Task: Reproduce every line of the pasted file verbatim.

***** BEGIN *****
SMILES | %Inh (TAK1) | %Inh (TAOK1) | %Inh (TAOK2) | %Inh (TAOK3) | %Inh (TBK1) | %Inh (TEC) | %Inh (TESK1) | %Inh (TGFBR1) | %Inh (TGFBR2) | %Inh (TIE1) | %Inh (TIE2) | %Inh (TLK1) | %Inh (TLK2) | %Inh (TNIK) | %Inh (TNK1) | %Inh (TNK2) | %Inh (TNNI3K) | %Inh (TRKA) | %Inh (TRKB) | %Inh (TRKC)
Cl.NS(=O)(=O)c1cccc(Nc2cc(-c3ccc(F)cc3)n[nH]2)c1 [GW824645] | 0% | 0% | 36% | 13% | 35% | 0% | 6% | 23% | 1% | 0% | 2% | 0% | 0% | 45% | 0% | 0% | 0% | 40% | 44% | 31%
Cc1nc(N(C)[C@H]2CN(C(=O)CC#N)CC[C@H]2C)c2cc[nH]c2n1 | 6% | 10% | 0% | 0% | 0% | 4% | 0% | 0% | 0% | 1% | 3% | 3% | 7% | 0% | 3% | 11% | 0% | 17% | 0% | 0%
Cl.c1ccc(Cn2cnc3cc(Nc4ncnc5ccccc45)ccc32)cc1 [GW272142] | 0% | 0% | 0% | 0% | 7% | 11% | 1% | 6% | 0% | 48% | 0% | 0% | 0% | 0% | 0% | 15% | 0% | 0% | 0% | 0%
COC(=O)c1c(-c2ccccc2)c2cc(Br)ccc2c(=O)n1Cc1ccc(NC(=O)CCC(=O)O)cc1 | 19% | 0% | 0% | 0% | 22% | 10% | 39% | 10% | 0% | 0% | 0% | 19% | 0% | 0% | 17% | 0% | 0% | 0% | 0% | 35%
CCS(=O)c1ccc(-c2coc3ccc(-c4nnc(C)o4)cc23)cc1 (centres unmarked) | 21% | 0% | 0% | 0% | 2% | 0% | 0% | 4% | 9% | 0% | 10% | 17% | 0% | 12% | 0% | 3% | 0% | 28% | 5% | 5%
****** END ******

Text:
SMILES | %Inh (TAK1) | %Inh (TAOK1) | %Inh (TAOK2) | %Inh (TAOK3) | %Inh (TBK1) | %Inh (TEC) | %Inh (TESK1) | %Inh (TGFBR1) | %Inh (TGFBR2) | %Inh (TIE1) | %Inh (TIE2) | %Inh (TLK1) | %Inh (TLK2) | %Inh (TNIK) | %Inh (TNK1) | %Inh (TNK2) | %Inh (TNNI3K) | %Inh (TRKA) | %Inh (TRKB) | %Inh (TRKC)
Cl.NS(=O)(=O)c1cccc(Nc2cc(-c3ccc(F)cc3)n[nH]2)c1 [GW824645] | 0% | 0% | 36% | 13% | 35% | 0% | 6% | 23% | 1% | 0% | 2% | 0% | 0% | 45% | 0% | 0% | 0% | 40% | 44% | 31%
Cc1nc(N(C)[C@H]2CN(C(=O)CC#N)CC[C@H]2C)c2cc[nH]c2n1 | 6% | 10% | 0% | 0% | 0% | 4% | 0% | 0% | 0% | 1% | 3% | 3% | 7% | 0% | 3% | 11% | 0% | 17% | 0% | 0%
Cl.c1ccc(Cn2cnc3cc(Nc4ncnc5ccccc45)ccc32)cc1 [GW272142] | 0% | 0% | 0% | 0% | 7% | 11% | 1% | 6% | 0% | 48% | 0% | 0% | 0% | 0% | 0% | 15% | 0% | 0% | 0% | 0%
COC(=O)c1c(-c2ccccc2)c2cc(Br)ccc2c(=O)n1Cc1ccc(NC(=O)CCC(=O)O)cc1 | 19% | 0% | 0% | 0% | 22% | 10% | 39% | 10% | 0% | 0% | 0% | 19% | 0% | 0% | 17% | 0% | 0% | 0% | 0% | 35%
CCS(=O)c1ccc(-c2coc3ccc(-c4nnc(C)o4)cc23)cc1 (centres unmarked) | 21% | 0% | 0% | 0% | 2% | 0% | 0% | 4% | 9% | 0% | 10% | 17% | 0% | 12% | 0% | 3% | 0% | 28% | 5% | 5%